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Outdoor market a real family affair

Jardins St. Léon Gardens now open for business

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Daniel Rémillard, 32, pictured with some plants at Jardins St. Léon Gardens the night before the outdoor market was set to open for the season.

SIMON FULLER Enlarge Image

Daniel Rémillard, 32, pictured with some plants at Jardins St. Léon Gardens the night before the outdoor market was set to open for the season. Photo Store

A landmark local outdoor market is now up and running for the season.


Jardins St. Léon Gardens, located at 419 St. Mary’s Rd., opened its doors on May 9. The team includes owners Lise Mulaire and Denis Rémillard, several family members and some seasonal staff.


Their nephew and the market’s manager, Daniel Rémillard, 32, has been involved with the family business, in some capacity, since he was 15. The Riverview resident said the story of the evolution of the business is bittersweet, although what has ultimately been St. Léon’s loss has certainly been Winnipeg’s gain.


The market started in 1979 in St. Léon,  located in the Pembina Valley southwest of the city, as an entrepreneurial youth project with the goal of keeping kids in town busy and teaching them the fundamentals of running a small business, Rémillard said. In 1989, however, the lake that irrigated the business dried up, so his aunt and uncle sold everything, relocated to Winnipeg and eventually set up a permanent seasonal stand on St. Mary’s Road. The rest, as they say, is history.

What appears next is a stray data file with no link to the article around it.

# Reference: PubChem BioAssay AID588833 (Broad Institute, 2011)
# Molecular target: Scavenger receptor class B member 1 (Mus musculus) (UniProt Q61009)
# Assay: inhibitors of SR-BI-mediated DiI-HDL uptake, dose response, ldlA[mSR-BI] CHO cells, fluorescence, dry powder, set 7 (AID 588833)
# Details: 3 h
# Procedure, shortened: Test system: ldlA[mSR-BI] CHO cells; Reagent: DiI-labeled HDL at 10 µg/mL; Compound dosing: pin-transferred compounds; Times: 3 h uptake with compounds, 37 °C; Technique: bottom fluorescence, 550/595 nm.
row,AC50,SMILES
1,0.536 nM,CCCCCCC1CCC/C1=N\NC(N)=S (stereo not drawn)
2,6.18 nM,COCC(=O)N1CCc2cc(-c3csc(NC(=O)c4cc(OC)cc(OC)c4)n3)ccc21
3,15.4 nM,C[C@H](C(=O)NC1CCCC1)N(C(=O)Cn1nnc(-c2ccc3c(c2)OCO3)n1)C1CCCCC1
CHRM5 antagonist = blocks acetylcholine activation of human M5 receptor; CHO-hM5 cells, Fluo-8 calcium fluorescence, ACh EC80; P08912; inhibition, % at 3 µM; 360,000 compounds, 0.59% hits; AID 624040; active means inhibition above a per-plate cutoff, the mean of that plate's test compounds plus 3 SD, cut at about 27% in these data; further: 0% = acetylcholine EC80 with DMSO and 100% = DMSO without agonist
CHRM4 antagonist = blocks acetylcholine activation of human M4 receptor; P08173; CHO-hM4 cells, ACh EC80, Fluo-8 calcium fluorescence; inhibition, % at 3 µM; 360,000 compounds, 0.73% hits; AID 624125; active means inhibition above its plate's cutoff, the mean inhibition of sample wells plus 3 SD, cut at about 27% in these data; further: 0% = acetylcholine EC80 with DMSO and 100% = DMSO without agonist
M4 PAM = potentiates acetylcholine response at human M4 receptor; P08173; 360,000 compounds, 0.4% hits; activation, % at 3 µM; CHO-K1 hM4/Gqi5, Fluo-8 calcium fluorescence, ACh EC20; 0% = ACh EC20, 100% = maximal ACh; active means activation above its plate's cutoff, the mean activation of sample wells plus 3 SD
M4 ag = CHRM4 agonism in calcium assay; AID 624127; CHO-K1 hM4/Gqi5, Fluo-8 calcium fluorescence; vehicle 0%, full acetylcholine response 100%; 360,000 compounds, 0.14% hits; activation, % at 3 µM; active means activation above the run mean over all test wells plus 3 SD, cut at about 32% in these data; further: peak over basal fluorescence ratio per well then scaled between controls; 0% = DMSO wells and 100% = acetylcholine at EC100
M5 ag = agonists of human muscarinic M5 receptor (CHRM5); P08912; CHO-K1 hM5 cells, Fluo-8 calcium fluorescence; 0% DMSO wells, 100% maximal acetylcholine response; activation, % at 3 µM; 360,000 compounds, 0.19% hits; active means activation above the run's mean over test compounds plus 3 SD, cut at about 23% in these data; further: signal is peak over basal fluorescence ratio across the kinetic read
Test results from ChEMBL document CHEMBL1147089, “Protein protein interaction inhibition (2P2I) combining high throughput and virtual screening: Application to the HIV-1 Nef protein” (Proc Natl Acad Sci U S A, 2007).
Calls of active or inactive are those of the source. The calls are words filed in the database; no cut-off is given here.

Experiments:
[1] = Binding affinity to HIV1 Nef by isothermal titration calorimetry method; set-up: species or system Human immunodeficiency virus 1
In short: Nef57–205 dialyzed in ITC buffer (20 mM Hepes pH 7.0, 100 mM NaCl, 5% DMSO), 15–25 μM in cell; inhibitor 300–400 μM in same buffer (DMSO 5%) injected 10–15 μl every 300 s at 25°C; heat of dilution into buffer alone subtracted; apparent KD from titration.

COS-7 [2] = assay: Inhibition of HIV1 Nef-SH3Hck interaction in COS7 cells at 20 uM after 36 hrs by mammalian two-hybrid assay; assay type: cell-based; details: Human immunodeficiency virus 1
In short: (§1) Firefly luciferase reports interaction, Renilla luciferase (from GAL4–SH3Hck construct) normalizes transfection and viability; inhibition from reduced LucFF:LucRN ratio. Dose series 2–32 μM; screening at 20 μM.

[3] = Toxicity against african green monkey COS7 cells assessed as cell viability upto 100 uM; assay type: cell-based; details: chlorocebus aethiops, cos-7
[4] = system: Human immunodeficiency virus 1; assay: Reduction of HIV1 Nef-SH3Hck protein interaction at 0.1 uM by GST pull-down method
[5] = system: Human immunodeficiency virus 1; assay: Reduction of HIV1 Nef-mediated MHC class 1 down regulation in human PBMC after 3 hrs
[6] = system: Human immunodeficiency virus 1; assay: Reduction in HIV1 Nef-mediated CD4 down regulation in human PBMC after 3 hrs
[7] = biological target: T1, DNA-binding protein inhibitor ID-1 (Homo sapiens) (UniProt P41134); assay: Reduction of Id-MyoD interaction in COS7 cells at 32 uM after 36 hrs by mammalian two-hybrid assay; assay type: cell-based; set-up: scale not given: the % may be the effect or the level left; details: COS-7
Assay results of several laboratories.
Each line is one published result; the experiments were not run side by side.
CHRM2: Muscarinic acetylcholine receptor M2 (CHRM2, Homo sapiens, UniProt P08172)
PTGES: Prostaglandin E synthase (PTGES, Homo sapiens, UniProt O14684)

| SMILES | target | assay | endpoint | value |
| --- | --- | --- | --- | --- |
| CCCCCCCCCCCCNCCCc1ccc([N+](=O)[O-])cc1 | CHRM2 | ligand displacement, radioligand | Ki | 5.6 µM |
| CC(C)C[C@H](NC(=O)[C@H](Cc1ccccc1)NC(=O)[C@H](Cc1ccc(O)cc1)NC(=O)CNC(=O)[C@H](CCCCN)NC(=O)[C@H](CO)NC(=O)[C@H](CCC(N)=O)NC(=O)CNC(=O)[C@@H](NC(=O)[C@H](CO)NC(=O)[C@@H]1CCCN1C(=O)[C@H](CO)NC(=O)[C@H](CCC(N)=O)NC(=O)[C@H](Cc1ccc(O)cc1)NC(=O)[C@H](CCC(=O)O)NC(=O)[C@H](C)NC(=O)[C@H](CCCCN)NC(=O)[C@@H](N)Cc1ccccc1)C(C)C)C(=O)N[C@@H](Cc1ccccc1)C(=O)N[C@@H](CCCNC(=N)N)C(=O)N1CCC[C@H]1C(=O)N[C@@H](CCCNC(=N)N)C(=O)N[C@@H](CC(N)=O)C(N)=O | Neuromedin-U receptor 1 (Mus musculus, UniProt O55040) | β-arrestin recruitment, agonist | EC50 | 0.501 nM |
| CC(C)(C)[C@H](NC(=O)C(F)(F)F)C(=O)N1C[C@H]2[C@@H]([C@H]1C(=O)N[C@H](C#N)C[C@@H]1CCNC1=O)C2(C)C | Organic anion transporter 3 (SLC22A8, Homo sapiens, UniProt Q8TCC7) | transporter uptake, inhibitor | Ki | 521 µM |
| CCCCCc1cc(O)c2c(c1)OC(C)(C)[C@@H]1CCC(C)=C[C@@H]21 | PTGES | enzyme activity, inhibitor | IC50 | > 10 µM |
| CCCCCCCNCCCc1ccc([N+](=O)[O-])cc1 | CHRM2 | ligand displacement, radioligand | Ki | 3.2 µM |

Talking a break from the swirl of activity at the market site the night before the business was set to open for the season, Rémillard told The Lance the stocking and selling process moves in stages as the season changes from spring to summer.  


"For the first six weeks, we’ll start off with bedding plants. We’ve also got some tomatoes in today and the asparagus might be ready next week. After this, we’ll become a full-blown outdoor market with a full range of fruits and vegetables," Rémillard said, noting the business is supplied by numerous local producers, as well as importing berries and stone fruits from areas such as B.C. when they’re in season.


In terms of big crops, customers can expect to see strawberries by the beginning of July, and there will also be a large selection of items such as new potatoes, beans, peas, corn, and carrots — to name a few — as well as wild organic blueberries handpicked in the bush.


Community members will also get a chance to pick up a selection of other goods when things are in full swing, which will include items such as fresh breads and baguettes baked daily, cheeses and homemade jams.


Rémillard said his family is always happy to hear suggestions and feedback from the community.


"It’s dear to our hearts to be able to sell this produce in the community. We are definitely consumer-led, as every profitable business has to be driven that way. We get tons of feedback all the time," he said.


Members of the green-thumbed team are also available to provide lawn care services and spring yard cleanups to homeowners, which include power-raking, aeration and fertilizing.


"Two crews of guys will fertilize your gardens and provide a general spring cleanup. A lot of people don’t have the time to do this nowadays, so they pay us to do it," Rémillard said.


For more information, go online at stleongardens.com or call the business at 204-237-7216.

simon.fuller@canstarnews.com

Facebook.com/TheLanceWPG
Twitter: @lanceWPG

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